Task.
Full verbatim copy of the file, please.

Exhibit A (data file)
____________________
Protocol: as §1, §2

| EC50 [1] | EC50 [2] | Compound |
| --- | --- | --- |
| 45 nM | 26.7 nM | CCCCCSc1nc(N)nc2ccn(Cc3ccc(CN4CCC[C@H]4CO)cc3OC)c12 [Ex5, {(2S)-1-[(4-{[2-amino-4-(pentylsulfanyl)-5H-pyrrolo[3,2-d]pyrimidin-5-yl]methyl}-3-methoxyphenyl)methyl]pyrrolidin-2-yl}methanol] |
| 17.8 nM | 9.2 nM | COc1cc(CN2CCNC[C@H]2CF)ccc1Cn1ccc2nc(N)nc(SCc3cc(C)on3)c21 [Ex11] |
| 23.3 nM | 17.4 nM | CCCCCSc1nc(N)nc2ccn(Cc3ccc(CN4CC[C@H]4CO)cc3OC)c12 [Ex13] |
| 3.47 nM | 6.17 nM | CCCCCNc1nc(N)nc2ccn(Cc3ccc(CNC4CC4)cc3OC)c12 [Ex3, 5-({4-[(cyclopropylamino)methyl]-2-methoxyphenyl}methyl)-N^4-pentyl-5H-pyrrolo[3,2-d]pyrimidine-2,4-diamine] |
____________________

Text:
Protocol: as §1, §2

| EC50 [1] | EC50 [2] | Compound |
| --- | --- | --- |
| 45 nM | 26.7 nM | CCCCCSc1nc(N)nc2ccn(Cc3ccc(CN4CCC[C@H]4CO)cc3OC)c12 [Ex5, {(2S)-1-[(4-{[2-amino-4-(pentylsulfanyl)-5H-pyrrolo[3,2-d]pyrimidin-5-yl]methyl}-3-methoxyphenyl)methyl]pyrrolidin-2-yl}methanol] |
| 17.8 nM | 9.2 nM | COc1cc(CN2CCNC[C@H]2CF)ccc1Cn1ccc2nc(N)nc(SCc3cc(C)on3)c21 [Ex11] |
| 23.3 nM | 17.4 nM | CCCCCSc1nc(N)nc2ccn(Cc3ccc(CN4CC[C@H]4CO)cc3OC)c12 [Ex13] |
| 3.47 nM | 6.17 nM | CCCCCNc1nc(N)nc2ccn(Cc3ccc(CNC4CC4)cc3OC)c12 [Ex3, 5-({4-[(cyclopropylamino)methyl]-2-methoxyphenyl}methyl)-N^4-pentyl-5H-pyrrolo[3,2-d]pyrimidine-2,4-diamine] |